Then the tone changes. So deep is the abyss that is threatened, that up is now the only possible direction. The sins of Israel will be expiated by confession and suffering, and God will remember his covenant with the Patriarchs. The patriarchs are named here as Jacob, Isaac and Abraham, reversing the usual order. The first named, Jacob, stands for Israel more so than Abraham or Isaac, from whom other nations besides Israel are descended.

This passage suits the temperament of at least two kinds of reader. There are those who make a superstitious connection between catastrophe and retribution. Then there are the critics of bible and particularly Tanakh, who denounce the cruelty of what they often call ‘the God of the Old Testament.’

How can we say those interpretations are unreasonable, given the text, in black and white, on our sefer Torah?

I am not able to answer this, but I can see that the first view, of extreme punishment being deserved, tends to be favourable to cruelty; the second view is certainly critical of cruelty but it is perhaps a facile way of reading of scripture.

There is in today’s Torah portion a binary division: reward and punishment, good and evil, strength and weakness, remembering and forgetting.

It reflects a noticeably binary or dual aspect to the stories of Genesis, with its pairs of brothers from Cain and Abel onwards and the adversarial pairing of women: Sarah and Hagar, Rachel and Leah, and the less famous Adah and Zillah, before the flood. We see it too in the story of the raven and the dove sent out by Noah. In the sacrificial system of Leviticus, we find pairs of birds and pairs of goats; one is chosen for sacrifice, the other discarded and sent away, not unlike Cain and Ishmael, the discarded partners of Abel and Isaac who, each in his own way, is associated with acceptable sacrifice. Here, in Bechukkotai, we have blessings and curses in close juxtaposition.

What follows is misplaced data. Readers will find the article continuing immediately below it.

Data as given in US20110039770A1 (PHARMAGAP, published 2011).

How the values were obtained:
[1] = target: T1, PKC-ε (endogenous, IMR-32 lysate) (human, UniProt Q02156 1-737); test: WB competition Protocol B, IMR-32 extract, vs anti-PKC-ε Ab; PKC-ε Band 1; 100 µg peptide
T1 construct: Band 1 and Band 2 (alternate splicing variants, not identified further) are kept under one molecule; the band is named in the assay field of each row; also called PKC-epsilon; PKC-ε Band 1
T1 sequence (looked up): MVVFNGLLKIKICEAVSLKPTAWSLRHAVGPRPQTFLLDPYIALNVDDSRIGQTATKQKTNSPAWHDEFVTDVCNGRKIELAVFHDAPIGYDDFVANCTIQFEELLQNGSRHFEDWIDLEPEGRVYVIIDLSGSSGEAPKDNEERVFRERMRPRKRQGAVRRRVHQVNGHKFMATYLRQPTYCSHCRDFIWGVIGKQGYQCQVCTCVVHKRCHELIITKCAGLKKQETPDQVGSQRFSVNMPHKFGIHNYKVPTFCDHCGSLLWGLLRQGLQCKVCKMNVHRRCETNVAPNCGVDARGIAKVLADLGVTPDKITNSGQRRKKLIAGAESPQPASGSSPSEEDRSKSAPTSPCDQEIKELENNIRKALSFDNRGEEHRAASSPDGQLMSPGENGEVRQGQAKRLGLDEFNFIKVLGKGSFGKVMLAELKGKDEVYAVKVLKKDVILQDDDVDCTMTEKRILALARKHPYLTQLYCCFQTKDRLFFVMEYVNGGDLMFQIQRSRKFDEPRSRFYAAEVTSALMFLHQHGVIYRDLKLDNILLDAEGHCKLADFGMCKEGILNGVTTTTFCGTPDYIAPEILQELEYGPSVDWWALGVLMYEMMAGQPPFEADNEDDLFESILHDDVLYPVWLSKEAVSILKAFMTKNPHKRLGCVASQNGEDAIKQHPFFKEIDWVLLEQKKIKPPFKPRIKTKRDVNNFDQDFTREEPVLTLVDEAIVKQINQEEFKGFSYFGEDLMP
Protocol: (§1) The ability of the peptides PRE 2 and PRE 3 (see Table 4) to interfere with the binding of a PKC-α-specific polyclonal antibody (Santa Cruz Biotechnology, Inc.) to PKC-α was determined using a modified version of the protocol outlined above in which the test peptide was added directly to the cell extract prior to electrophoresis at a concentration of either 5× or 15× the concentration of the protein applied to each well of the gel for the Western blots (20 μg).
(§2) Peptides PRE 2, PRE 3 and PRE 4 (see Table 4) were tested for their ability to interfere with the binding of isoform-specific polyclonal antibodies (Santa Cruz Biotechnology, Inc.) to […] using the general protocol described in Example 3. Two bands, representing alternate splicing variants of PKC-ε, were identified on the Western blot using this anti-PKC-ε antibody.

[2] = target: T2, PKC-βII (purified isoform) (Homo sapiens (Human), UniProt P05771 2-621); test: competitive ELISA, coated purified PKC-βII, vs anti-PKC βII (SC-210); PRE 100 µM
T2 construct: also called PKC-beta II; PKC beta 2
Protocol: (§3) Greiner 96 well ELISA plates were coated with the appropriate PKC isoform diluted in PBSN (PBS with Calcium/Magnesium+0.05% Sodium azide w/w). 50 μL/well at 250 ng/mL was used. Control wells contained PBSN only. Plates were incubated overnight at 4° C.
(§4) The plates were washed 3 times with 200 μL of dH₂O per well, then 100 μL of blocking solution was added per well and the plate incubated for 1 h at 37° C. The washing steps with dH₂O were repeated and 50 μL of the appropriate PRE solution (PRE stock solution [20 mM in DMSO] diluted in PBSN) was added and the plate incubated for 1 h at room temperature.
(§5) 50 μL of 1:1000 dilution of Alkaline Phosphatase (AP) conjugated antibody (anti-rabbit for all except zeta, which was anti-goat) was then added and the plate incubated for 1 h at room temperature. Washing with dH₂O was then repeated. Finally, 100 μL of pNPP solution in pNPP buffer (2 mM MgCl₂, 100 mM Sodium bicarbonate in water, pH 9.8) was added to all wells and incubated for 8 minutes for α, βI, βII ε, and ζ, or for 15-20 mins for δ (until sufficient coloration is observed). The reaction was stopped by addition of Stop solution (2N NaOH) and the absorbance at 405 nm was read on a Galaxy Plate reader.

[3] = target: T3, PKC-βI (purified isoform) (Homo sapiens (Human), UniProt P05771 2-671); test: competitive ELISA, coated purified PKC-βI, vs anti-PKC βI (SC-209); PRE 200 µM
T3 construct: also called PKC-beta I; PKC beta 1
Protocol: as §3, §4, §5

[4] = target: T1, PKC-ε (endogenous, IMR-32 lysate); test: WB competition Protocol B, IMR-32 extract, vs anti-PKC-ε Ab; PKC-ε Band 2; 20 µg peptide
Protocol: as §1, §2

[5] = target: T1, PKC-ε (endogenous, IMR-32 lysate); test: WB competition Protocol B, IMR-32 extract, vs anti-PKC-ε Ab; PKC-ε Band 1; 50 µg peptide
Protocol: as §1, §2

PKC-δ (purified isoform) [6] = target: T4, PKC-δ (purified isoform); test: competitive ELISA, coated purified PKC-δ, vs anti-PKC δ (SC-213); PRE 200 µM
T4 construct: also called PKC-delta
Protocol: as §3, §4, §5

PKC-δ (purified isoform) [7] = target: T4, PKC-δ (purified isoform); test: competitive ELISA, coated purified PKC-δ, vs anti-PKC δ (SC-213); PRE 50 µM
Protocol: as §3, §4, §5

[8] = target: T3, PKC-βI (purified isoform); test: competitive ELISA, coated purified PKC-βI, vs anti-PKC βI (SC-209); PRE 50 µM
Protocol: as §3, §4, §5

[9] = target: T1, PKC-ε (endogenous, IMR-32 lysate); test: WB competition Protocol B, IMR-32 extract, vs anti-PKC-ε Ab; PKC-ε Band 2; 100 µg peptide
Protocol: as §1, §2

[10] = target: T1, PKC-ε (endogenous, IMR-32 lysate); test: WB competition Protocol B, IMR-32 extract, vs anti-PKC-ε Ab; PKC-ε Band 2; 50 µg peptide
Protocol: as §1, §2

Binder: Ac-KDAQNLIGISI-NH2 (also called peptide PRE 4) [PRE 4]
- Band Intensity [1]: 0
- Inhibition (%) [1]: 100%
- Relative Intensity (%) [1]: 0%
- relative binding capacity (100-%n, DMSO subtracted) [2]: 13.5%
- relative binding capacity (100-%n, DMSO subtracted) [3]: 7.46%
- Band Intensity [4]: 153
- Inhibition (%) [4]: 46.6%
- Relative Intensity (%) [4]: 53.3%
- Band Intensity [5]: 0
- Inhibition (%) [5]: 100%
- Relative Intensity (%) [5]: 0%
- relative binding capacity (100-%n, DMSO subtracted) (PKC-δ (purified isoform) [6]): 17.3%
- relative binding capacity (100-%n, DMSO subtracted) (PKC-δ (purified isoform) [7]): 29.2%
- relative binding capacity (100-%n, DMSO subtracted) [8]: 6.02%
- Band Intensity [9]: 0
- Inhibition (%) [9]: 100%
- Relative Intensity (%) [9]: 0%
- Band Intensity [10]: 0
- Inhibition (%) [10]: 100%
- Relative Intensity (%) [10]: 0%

My view is that our reading of the Torah should be informed by a perception of grey areas and in-between realities. Enlightened interpretation of scriptural texts has been a characteristic of the modern age, if you regard the modern age as beginning around the time of the seventeenth century, when the Jewish philosopher Spinoza got into trouble for his non-literal interpretation of the bible.

There is great complexity in our politics, our ethics, our wars, our relationship with God and, above all, our perception of cause and effect. The Torah is indeed our inheritance and I think it’s desirable that we read all of it, but we should read it carefully. The tradition is to read these reproofs in an undertone and in orthodox tradition, as a single aliyah. Adam Frankenberg, a rabbinical student at LBC, writes:

All the curses are read within one aliyah and verses which are not curses are read before and after them, which not only means that reading them is completed as quickly as possible but also that the curses themselves are not blessed.

It seems to me that, if we are going to read this passage, that is the way to read it.

  • Gillian Gould Lazarus: Thank you Keith.
  • keithmarr: Dearest Gillian < div dir="ltr">Not only do you manage to read all this filth without throwing up but you manage to make me laugh
  • Gillian Gould Lazarus: Unless they are members of the group in general agreement with the Labour manifesto of 2019 but against the excesses which are often found in these gr